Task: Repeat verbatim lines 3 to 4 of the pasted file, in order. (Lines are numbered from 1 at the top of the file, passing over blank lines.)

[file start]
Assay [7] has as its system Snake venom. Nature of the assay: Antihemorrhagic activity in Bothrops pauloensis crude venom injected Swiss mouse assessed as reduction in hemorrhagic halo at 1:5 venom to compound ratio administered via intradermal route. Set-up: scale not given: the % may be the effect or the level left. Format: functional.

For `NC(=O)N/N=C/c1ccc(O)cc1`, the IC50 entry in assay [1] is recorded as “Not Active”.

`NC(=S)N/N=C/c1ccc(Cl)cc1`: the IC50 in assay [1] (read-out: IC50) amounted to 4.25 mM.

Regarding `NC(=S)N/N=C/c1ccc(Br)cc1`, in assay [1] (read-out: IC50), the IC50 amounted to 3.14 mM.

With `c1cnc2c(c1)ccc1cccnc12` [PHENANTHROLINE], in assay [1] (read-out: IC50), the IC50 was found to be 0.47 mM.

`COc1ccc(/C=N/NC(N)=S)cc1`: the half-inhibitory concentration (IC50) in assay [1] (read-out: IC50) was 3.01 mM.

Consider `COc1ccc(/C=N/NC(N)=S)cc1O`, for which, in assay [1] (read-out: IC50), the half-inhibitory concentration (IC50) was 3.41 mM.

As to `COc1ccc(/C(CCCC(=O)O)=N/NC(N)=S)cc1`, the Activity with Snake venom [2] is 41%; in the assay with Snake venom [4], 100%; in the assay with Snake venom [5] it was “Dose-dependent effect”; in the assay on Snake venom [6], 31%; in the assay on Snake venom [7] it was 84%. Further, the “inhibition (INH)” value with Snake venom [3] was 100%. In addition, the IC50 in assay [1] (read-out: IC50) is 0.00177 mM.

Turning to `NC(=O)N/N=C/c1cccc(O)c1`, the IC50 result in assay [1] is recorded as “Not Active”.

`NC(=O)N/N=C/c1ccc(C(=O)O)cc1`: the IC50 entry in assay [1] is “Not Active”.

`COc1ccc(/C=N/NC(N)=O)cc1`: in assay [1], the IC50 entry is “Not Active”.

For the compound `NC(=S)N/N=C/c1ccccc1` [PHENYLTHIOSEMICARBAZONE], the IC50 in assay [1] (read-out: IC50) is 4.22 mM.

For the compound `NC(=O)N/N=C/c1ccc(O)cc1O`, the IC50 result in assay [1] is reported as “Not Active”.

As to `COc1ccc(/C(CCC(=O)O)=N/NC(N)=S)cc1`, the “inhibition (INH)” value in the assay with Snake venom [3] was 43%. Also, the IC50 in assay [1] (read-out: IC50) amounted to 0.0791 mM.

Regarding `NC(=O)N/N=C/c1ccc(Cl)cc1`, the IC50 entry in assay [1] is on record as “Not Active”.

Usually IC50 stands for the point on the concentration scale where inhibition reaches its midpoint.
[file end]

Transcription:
`NC(=S)N/N=C/c1ccc(Cl)cc1`: the IC50 in assay [1] (read-out: IC50) amounted to 4.25 mM.

Regarding `NC(=S)N/N=C/c1ccc(Br)cc1`, in assay [1] (read-out: IC50), the IC50 amounted to 3.14 mM.